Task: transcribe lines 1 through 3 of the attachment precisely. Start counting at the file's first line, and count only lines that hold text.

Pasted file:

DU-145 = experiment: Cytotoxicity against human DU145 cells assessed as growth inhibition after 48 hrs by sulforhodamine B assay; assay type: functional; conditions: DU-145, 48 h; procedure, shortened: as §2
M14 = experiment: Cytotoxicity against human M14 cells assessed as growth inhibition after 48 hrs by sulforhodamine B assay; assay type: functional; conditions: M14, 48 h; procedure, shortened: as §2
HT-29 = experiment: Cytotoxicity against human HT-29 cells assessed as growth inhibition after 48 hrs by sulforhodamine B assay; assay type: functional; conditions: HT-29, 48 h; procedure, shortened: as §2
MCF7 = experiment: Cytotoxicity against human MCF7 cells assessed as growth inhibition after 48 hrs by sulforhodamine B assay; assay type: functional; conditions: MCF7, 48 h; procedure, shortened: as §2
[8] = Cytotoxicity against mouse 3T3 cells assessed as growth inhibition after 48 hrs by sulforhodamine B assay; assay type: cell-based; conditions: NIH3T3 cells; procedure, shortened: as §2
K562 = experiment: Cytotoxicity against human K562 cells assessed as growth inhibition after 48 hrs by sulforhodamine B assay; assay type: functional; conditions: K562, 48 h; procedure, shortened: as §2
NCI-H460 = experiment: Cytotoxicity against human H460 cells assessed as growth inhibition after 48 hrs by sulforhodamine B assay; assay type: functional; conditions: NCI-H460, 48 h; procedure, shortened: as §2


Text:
DU-145 = experiment: Cytotoxicity against human DU145 cells assessed as growth inhibition after 48 hrs by sulforhodamine B assay; assay type: functional; conditions: DU-145, 48 h; procedure, shortened: as §2
M14 = experiment: Cytotoxicity against human M14 cells assessed as growth inhibition after 48 hrs by sulforhodamine B assay; assay type: functional; conditions: M14, 48 h; procedure, shortened: as §2
HT-29 = experiment: Cytotoxicity against human HT-29 cells assessed as growth inhibition after 48 hrs by sulforhodamine B assay; assay type: functional; conditions: HT-29, 48 h; procedure, shortened: as §2